Human is a newcomer in the crowded fitness space, but its take is different. Instead of being a stat-heavy activity app like RunKeeper or a life tracker gadget like Withings, Fitbit or Jawbone, Human is a passive iOS app designed to help you stay healthy. The goal is to move for 30 minutes every day, and to keep up with this simple habit. The company calls it the ‘Daily 30’. As it is extremely simple, keeping up with Human is easier than with competitive fitness systems.
“The basic premise of the app is very simple. Human tracks all of your activity and we put the focus on how many minutes you moved today and how many minutes you need to move,” co-founder and CEO Renato Valdés Olmos told me in a phone interview. “Each day of the week that you reach your Daily 30, we send out a push notifications,” he continued.
The startup chose to develop a very simple app to appeal to a mass audience, with an emphasis on design. The UI looks great with an ever-changing background picture. Everything is animated, making you want to open the app every time you receive the Daily 30 notification. But the most interesting aspect of Human is the technology behind it.
Along with Moves, it is one of the first fitness app to use passive location tracking. You set it up once and forget about it. Then, it calculates your speed with your location and your activity with the accelerometer. But when you launch Human, it doesn’t show you a timeline of your activities.
The most interesting aspect of Human is the technology behind it
“Showing the user a chronological timeline of your daily activity is great for the first few days. But after a few days, the magic wears out,” Valdés Olmos said.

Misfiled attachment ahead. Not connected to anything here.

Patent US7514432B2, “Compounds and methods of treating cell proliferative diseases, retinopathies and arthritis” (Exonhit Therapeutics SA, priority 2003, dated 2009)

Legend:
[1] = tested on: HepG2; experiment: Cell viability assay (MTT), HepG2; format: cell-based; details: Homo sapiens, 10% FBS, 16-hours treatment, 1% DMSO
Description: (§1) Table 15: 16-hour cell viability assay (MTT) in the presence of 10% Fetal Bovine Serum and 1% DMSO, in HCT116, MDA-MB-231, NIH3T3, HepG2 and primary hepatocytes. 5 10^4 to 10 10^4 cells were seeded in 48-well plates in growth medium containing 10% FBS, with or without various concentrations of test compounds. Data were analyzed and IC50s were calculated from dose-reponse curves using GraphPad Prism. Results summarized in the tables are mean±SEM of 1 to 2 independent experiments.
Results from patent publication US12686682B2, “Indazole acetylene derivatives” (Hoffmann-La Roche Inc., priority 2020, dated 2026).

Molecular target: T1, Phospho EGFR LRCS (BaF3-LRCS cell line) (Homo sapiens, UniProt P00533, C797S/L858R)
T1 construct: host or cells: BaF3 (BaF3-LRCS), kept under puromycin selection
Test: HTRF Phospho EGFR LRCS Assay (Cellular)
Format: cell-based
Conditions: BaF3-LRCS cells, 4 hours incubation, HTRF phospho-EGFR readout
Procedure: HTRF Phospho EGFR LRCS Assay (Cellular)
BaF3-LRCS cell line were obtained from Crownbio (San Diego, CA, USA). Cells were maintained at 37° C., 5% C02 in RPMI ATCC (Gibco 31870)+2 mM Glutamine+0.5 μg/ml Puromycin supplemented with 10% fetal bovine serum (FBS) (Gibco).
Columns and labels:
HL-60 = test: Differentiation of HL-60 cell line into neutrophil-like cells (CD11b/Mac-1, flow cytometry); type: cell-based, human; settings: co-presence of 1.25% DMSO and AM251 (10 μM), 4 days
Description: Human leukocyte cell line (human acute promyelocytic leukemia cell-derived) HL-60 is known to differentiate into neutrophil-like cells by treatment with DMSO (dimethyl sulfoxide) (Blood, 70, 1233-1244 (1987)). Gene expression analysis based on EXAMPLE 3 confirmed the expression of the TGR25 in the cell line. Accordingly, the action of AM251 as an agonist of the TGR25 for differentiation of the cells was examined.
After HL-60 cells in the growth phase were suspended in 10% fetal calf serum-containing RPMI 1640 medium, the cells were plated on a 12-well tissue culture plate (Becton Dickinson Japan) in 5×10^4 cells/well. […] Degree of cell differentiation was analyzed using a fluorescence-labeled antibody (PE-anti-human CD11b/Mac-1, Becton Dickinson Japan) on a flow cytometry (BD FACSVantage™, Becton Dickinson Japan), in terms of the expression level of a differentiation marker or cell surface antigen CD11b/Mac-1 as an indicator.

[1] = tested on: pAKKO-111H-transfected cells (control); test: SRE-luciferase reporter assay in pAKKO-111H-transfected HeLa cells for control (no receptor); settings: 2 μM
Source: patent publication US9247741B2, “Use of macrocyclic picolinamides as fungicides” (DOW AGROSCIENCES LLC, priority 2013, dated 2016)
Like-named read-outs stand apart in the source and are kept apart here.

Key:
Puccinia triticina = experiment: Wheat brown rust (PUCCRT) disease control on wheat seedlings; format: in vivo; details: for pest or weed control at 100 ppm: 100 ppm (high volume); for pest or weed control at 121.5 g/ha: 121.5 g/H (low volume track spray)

That’s why the app’s depth is hidden behind the big minute count. If you tap on it, you’re taken to the activity timeline. And if you tap on an activity, you will see a map, the duration, distance and average speed. You can share this on Twitter and Facebook as well. In other words, Human automatically tracks your activities like RunKeeper — but you don’t have to remember to launch the app.
Over time, the team plans to use all this personal data to improve your daily habits. For example, you can tell the app where your office, your home and your gym are. The service can then build up the basic pattern for user behaviors.
“The goal is to send a notification that says ‘get off the subway two stops early and you’ll be on time to work,’” Valdés Olmos said. When it comes to privacy, he was quick to reassure me. “We want to be a different type of company when it comes to data collection,” he said. Users can export and delete everything with a single tap.
The startup hasn’t closed its seed round yet, but multiple angels are already committed to invest hundreds of thousands of dollars in total. The app is available to iOS, but an Android version is coming soon. “We want to get as many people as possible to do the Daily 30,” Valdés Olmos said.